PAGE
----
Bl. Miguel Pro, SJ
During the 1920s there was a conflict in Mexico known as the Cristero War. The Mexican government sought to put severe legal restrictions on the Catholic Church, the enforcement of which eventually took a violent turn, with priests being executed outside their own parishes. An armed resistance rose up among lay Catholics, called “Cristeros” for their battle cry of “Viva Cristo Rey!” Toward the end of this conflict a Jesuit priest named Miguel Pro was arrested after having spent several years eluding the federal police, donning various disguises in order to secretly say Mass and serve the Catholics of Mexico City. He was later falsely accused of an assassination attempt, arrested, and executed without trial. His last words, as he stood with his arms straight out, rosary in hand? “¡Viva Cristo Rey!”
Today’s Gospel gives us another example of someone giving it all for God. The widow gives her last two coins, probably the money she was saving for her burial. She embodies the meaning of Fulton Sheen’s words, “Never measure your generosity by what you give, but rather by what you have left.” Jesus is moved by her generosity and holds her up as an example of faith, for now she has nothing left for her providence but God. This is not to say that we should empty our bank accounts and wait for God to make the next move. Rather, it is a challenging invitation to trust all the more in God, to live in a way that reflects our belief in the Kingdom that is at hand, the King that is, truly, in charge of all things. Miguel Pro and the widow in today’s Gospel testify to this, literally, with their lives: Miguel Pro in his martyrdom and the widow in her absolute poverty. Yet neither went unnoticed by their King.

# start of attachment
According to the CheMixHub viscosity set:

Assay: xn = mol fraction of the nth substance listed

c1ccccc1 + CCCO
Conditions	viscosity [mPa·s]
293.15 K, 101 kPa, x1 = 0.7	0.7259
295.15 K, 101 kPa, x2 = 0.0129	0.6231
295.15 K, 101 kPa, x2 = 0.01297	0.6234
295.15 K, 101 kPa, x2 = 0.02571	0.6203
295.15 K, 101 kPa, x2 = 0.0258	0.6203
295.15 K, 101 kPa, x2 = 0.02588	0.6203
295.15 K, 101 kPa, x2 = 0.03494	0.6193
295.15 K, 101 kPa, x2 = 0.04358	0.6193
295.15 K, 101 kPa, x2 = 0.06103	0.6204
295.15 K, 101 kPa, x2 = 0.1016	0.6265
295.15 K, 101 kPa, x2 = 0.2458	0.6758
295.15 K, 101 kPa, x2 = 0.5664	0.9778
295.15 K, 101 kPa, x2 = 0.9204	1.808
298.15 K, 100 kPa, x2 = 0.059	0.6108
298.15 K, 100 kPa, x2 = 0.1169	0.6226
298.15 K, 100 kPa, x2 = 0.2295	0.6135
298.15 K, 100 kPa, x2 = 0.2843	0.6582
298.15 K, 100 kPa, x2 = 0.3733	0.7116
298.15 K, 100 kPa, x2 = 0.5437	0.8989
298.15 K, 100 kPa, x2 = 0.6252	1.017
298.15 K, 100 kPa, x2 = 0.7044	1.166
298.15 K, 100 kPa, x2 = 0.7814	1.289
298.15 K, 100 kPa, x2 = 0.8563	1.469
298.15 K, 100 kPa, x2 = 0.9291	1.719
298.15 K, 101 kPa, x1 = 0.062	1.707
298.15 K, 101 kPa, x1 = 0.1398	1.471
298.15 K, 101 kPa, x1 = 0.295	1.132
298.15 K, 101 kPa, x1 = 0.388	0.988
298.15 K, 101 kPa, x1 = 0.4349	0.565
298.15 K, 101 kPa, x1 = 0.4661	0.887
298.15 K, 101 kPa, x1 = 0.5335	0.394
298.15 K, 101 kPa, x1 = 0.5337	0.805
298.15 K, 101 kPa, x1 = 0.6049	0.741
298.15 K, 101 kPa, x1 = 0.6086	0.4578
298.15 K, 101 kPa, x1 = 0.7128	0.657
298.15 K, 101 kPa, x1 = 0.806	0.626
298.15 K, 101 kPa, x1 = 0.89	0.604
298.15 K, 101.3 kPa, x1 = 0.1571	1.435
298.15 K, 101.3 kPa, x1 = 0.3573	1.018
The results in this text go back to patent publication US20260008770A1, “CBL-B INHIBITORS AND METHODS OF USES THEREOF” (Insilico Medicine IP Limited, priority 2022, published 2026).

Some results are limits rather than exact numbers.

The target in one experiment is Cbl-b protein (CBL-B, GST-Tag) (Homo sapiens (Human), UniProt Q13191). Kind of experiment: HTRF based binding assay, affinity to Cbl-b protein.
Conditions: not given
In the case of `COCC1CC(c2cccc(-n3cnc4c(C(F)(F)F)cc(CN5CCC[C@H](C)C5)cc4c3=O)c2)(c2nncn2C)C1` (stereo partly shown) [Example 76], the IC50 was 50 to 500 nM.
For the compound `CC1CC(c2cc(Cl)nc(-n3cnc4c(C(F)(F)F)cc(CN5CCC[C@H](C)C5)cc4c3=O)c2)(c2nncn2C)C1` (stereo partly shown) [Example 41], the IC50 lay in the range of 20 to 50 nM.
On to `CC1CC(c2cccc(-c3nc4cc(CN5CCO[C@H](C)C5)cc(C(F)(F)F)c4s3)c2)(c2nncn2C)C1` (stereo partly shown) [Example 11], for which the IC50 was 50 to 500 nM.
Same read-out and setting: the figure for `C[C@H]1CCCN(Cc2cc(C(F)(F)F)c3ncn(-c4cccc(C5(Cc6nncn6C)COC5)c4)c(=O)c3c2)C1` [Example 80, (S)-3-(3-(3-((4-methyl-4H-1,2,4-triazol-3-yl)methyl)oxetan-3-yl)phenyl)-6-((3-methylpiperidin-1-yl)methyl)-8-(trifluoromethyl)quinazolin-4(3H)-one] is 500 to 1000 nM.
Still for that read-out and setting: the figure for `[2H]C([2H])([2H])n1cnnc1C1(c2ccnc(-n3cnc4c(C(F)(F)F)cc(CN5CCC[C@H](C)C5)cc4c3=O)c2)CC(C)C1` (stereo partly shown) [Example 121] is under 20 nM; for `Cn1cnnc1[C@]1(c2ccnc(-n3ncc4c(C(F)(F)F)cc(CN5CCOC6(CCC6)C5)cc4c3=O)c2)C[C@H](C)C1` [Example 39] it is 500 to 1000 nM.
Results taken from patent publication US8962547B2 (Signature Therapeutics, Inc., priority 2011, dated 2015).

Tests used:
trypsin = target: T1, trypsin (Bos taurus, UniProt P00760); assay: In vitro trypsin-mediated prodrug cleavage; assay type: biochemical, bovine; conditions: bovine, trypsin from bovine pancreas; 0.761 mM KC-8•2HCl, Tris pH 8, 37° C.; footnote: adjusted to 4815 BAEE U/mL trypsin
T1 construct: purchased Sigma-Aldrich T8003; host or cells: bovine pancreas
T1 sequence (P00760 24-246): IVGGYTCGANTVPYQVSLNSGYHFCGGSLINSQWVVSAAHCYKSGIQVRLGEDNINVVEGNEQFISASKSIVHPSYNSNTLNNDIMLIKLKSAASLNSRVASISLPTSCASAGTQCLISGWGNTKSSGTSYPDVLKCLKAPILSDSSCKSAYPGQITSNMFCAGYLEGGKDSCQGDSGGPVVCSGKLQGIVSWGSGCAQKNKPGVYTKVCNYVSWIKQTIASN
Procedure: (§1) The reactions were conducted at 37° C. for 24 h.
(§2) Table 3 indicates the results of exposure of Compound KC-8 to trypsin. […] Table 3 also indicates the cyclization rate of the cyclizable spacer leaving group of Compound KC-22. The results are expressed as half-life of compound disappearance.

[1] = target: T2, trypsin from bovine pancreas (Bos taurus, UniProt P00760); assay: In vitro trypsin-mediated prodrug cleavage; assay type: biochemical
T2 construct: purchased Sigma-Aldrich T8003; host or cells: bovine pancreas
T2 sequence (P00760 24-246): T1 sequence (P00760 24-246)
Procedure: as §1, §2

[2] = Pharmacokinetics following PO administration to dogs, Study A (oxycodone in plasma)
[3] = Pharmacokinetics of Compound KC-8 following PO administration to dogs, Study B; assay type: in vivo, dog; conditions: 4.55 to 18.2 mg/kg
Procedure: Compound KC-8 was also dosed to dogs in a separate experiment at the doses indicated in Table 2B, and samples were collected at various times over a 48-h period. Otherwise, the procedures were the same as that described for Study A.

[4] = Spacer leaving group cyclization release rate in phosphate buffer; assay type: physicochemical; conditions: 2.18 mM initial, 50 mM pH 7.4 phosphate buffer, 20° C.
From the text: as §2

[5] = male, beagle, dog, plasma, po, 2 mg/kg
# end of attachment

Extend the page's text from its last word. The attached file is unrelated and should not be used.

In what ways do we lack trust in our King? What are ways which we resist, even small ways, His loving rule? We are not all called to a heroic death nor to surrender our last penny, but we are called to a radical trust in God in things both large and small. Miguel Pro and the widow both lived as though God was ultimately in control, and with this trust came a courage and a peace that allowed them to overcome the challenges of this life. May we, too, come to have such faith.